The carbon-for-payroll tax trade

A carbon tax is a nice idea substantively. Pairing it with reducing the burden of payroll taxes might even make it palatable politically.

I think Mike O’Hare is right: the CAFE fuel-economy standard for automobiles is a miserable kludge.

I also think his green friends are right: carbon taxes are a non-starter, for the same reason any policy containing the word “tax” but not the word “cut” is a non-starter, in the current political situation.

But I have a fix to suggest. The Republicans have had some success in creating panic about a largely non-existent Social Security funding crisis. But beyond that looms a quite real Medicare funding crisis. So let’s kill two birds with one stone: slowly (there’s no rush) replace payroll taxes with carbon charges.

[Not just the “employee” half; replace he whole thing, since in general the “employer” half also comes out of the employee’s hide in the form of lower wages. But the business lobbies seem to love anything that reduces taxes paid by business, regardless of what the incidence analysis shows.]

The cap on the FICA tax makes it the most regressive element of the Federal tax structure; the emergence of “Reagan Democrats” probably had as much to do with the increase in FICA as part of the Social Security deal Reagen euchred Tip O’Neill into going along with as it did with social issues. So getting rid of it is good for the working-class voters who have been getting such a raw deal for the last couple of decades.

That’s not to say that the carbon-for-payroll trade is an obvious political winner. But it’s not as obvious a political loser as a carbon tax all by its lonesome.

Update Steve Teles argues against fixing a Social Security system that isn’t broken, and points out that the regressivity of the tax could be reduced by lifting the earnings cap. (And, I would add, including dividends, interest, and capital gains in the FICA base.) He suggests instead using a carbon tax to pay for universal health care. I’ll accept that as a friendly amendment, though I would still start by getting rid of the Medicare part of the payroll tax, thus making the carbon tax, to start with, something other than a straight tax increase.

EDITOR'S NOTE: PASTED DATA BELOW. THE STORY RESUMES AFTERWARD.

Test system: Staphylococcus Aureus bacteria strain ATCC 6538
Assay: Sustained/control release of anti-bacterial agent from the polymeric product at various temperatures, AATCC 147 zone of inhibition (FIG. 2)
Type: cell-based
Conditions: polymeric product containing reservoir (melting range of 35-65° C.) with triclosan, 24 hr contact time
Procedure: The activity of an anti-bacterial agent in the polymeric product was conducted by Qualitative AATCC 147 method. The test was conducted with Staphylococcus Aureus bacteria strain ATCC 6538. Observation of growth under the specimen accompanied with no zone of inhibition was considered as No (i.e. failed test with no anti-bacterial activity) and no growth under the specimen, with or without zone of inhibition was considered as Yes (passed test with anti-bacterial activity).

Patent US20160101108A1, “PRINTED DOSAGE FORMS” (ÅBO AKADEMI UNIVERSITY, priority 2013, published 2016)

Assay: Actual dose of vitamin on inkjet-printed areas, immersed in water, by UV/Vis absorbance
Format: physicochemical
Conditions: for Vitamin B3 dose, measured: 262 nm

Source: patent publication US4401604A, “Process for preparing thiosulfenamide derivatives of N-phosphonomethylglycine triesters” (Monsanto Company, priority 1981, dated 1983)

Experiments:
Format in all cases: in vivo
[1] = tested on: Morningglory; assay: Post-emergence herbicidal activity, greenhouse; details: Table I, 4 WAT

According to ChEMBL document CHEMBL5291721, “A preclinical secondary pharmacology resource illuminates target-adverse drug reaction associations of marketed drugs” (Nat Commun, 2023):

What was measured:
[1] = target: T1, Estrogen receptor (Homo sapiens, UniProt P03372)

Timothy Noah notes in Slate that various Republican gurus are lining up behind a carbon tax. I don’t know how much that matters, since none of them has ever run for office, but it’s nice to know.

Author: Mark Kleiman

Professor of Public Policy at the NYU Marron Institute for Urban Management and editor of the Journal of Drug Policy Analysis. Teaches about the methods of policy analysis about drug abuse control and crime control policy, working out the implications of two principles: that swift and certain sanctions don't have to be severe to be effective, and that well-designed threats usually don't have to be carried out. Books: Drugs and Drug Policy: What Everyone Needs to Know (with Jonathan Caulkins and Angela Hawken) When Brute Force Fails: How to Have Less Crime and Less Punishment (Princeton, 2009; named one of the "books of the year" by The Economist Against Excess: Drug Policy for Results (Basic, 1993) Marijuana: Costs of Abuse, Costs of Control (Greenwood, 1989) UCLA Homepage Curriculum Vitae Contact:

2 thoughts on “The carbon-for-payroll tax trade”

  1. While We're On the Subject of Elite Consensus

    by Nicholas Beaudrot of Electoral MathThe populists are winning the battle against the elite consensus on carbon taxes. I put consensus in scare quotes because no elected Republican will say they support carbon taxes. Nor will any right-of-center econo…

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